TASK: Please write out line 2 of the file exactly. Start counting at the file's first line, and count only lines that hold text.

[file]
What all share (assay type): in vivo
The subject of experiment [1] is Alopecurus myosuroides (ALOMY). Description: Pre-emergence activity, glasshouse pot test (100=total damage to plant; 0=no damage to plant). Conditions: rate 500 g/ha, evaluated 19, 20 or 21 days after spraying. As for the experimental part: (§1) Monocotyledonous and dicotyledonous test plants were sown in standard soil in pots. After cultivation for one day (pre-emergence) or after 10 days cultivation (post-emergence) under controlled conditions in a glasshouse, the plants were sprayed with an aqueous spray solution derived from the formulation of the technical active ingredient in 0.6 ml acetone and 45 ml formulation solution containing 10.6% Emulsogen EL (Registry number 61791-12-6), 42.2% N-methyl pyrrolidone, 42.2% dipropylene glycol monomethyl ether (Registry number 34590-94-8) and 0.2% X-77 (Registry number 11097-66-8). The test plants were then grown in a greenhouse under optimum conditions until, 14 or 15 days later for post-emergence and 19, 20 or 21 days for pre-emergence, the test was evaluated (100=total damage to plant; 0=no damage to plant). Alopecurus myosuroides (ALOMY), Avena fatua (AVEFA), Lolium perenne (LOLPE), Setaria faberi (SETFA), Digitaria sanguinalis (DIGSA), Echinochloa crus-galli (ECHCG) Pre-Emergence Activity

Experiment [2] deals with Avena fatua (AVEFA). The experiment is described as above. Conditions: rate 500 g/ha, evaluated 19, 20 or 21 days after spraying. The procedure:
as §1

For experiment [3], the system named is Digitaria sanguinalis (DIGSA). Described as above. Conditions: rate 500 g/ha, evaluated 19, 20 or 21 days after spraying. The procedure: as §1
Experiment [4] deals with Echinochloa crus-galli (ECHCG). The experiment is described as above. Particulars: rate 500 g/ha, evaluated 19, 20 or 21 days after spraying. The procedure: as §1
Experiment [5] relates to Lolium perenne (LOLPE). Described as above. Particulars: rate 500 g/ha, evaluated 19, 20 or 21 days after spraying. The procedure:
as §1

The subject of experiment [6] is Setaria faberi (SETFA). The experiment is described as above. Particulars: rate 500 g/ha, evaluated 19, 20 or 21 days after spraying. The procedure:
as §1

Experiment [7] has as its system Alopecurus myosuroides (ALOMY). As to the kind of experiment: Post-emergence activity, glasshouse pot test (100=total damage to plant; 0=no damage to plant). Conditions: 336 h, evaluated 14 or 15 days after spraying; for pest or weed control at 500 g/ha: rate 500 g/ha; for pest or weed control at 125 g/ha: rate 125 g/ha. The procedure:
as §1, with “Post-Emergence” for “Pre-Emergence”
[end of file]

The subject of experiment [1] is Alopecurus myosuroides (ALOMY). Description: Pre-emergence activity, glasshouse pot test (100=total damage to plant; 0=no damage to plant). Conditions: rate 500 g/ha, evaluated 19, 20 or 21 days after spraying. As for the experimental part: (§1) Monocotyledonous and dicotyledonous test plants were sown in standard soil in pots. After cultivation for one day (pre-emergence) or after 10 days cultivation (post-emergence) under controlled conditions in a glasshouse, the plants were sprayed with an aqueous spray solution derived from the formulation of the technical active ingredient in 0.6 ml acetone and 45 ml formulation solution containing 10.6% Emulsogen EL (Registry number 61791-12-6), 42.2% N-methyl pyrrolidone, 42.2% dipropylene glycol monomethyl ether (Registry number 34590-94-8) and 0.2% X-77 (Registry number 11097-66-8). The test plants were then grown in a greenhouse under optimum conditions until, 14 or 15 days later for post-emergence and 19, 20 or 21 days for pre-emergence, the test was evaluated (100=total damage to plant; 0=no damage to plant). Alopecurus myosuroides (ALOMY), Avena fatua (AVEFA), Lolium perenne (LOLPE), Setaria faberi (SETFA), Digitaria sanguinalis (DIGSA), Echinochloa crus-galli (ECHCG) Pre-Emergence Activity